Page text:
The British came to impose serious taxes as a result of the French Indian war. These in turn were unacceptable to a people which considered itself not to be responsible for the causes of the war. The confrontation had been in fact another matter of European dispute that had to be solved outside the continent in the colonies.
Third, there is a disagreement in the way in which the war was perceived at the local level. The American colonies viewed this struggle as a need for independence from a regime that continued to impose an undemocratic control over its institutions and the lives of the people. On the other hand, the British saw it as a rebellion that must be immediately squashed. In its view, it was a war for the maintenance of a certain order, while the Americans viewed it as one of disruption of this order. While the colonists fought a war of independence and of rebellion, the British sought to win a war that would keep the current situation unchanged.
Finally, another important issue is the fact that there were two distinctive views on government. In this sense, the colonies tried to address the issue of democracy under a system of representativeness and the rule of the people, the British tried to impose their imperial rule on the people. The colonists were the promoters of the free trade with the world, while the British supported the idea of the monopoly of trade with the colonies, inside the imperial system of trade. This would come to be a crucial matter largely due to the fact that it represented two different perspectives on internal control and foreign intervention.
Explain how Britain became diplomatically isolated, how American diplomacy was successful in gaining European support, and how this combination brought the War for Independence to a satisfactory conclusion
The effects of the American Revolution can be considered to have been immediate, especially in Europe. This is largely due to the actual causes of the revolution and to its outcome.
The first initial reaction of the defeat of the British forces was the ignorance of the troops coming back from the free colonies. In this sense, "For the British establishment and people the American Revolutionary War was a humiliating disgrace to be forgotten as quickly as possible. The soldiers who fought hard for 6 years to maintain the British Crown returned home to find themselves ignored. Victories such as Long Island and Brandywine do not appear as battle honors on any regimental colors." (British Battles, n.d.) the reaction was not unexpected. From the point-of-view of the British Army it had been unconceivable to lose the war, especially considering the important military forces they had at their disposal. Nonetheless, the enthusiasm of the colonists as well as the strategies applied by the American fighters allowed them to win the war and gain independence.
The diplomatic reactions were as well expected. The United States had fought a war based on the new ideas and premises of the liberal thought. In France, new beliefs on the equality of men, his inherited rights, and the civil rights promoted by the Constitution made the French in particular acknowledge the revolutionary effort achieved by the colonists. At the same time, the new leaders of the free colonies were advocating a new political direction in the sense that it was time for the people to have control of their lives and not state institutions.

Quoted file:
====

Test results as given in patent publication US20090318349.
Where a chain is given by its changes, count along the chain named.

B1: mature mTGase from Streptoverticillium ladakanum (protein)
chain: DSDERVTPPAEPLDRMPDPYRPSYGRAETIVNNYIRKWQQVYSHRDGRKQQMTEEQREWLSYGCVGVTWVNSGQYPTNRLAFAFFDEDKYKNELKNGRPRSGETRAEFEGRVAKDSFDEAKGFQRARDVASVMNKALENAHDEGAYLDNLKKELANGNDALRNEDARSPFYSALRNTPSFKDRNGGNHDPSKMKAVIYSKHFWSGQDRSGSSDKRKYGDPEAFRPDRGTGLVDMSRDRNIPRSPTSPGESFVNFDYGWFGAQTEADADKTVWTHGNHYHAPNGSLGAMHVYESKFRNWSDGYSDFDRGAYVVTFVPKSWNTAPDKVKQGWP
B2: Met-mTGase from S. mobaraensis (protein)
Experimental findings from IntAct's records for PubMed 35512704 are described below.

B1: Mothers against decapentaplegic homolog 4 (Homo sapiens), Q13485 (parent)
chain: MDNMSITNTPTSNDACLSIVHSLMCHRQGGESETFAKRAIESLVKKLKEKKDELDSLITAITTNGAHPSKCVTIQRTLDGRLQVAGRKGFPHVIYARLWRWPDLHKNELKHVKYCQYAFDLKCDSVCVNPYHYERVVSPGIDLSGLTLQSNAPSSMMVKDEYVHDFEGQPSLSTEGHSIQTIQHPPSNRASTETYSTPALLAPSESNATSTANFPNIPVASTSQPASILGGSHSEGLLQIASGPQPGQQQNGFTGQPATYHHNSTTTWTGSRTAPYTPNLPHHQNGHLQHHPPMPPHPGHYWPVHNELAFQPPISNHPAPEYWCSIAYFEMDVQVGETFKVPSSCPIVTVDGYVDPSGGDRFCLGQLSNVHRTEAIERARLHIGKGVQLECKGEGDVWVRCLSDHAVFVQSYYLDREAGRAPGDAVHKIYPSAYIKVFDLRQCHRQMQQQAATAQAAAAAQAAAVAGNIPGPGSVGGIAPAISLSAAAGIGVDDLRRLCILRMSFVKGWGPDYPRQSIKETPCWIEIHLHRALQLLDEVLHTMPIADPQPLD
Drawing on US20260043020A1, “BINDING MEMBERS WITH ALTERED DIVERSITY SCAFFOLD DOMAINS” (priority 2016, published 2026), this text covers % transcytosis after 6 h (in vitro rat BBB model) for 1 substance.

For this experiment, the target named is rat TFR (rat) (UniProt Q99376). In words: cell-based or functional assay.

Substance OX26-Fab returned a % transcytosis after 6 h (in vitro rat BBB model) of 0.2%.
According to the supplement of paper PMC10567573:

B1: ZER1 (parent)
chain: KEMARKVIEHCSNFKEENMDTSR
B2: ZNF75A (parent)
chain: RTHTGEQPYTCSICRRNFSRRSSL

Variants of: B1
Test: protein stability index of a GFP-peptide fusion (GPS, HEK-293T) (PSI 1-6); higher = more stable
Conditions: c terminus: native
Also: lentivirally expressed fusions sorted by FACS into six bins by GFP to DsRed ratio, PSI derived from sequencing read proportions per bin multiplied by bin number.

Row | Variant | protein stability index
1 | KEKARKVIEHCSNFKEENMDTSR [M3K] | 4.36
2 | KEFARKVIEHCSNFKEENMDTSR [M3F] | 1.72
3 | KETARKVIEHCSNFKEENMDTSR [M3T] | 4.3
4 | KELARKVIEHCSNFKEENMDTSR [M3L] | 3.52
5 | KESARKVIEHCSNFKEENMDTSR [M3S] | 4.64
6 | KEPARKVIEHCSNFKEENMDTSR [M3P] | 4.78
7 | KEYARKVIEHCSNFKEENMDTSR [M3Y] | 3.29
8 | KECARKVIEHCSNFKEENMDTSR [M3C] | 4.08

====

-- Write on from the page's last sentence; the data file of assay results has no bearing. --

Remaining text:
The American diplomacy was successful in rallying the support of the French particularly because the French had been constant rivals with the British. In this sense, "the leaders in Philadelphia decided to risk their fortunes with the French. France, they perceived, would determine the outcome: it was disposed to help, although not to enter the contest. "We must cultivate her good disposition, draw from her all that we can, and in the end their [the French] private aid must assist us to establish peace or inevitably draw them in as parties to the war" (Toth, 1989, 183). Therefore, the U.S. decided to benefit from the struggles between the two continental rivals and to get the support from one which in general terms followed similar lines of thought as the colonists.
Finally, an important aspect must be taken into account. The American Revolution was not simply a matter of local affairs. More importantly, it benefited from the support of other countries such as Ireland, or Italy (Toth, 1989). This was due to the fact that there were immigrants in the colonies who wanted to get away from the rule of the British Empire. In the end, this support would prove to be decisive not necessarily for the way in which the war eventually ended but for the aftermath. More and more people came to identify themselves with the principles promoted by the Revolution which clearly were in disagreement with the imperial desires of the British Crown. This in turn would attract a diplomatic isolation of the Empire, one that would not however hinder its place in Europe.
Brainard, R. (2005) "Shays' Rebellion." 18th century history. 11 June 2008. http://www.history1700s.com/articles/article1120.shtml
British Battles. (N.d.) the War of the Revolution 1775 to 1783. Accessed 11 June 2008 http://www.britishbattles.com/american-revolution.htm
Calliope. (2008) "Shays' Rebellion." A Historical Synopsis. 11 June 2008. http://www.calliope.org/shays/shays2.html
Jenkins, P. (1997) a history of the United States. New York: Palgrave.
Middlekauff, R. (1985) the Glorious Cause: The American Revolution, 1763-1789. New York: Oxford University Press..
Toth, C.W. (1989) Liberte, Egalite, Fraternite: The American Revolution & the European Response. Whitston Publishing: New York.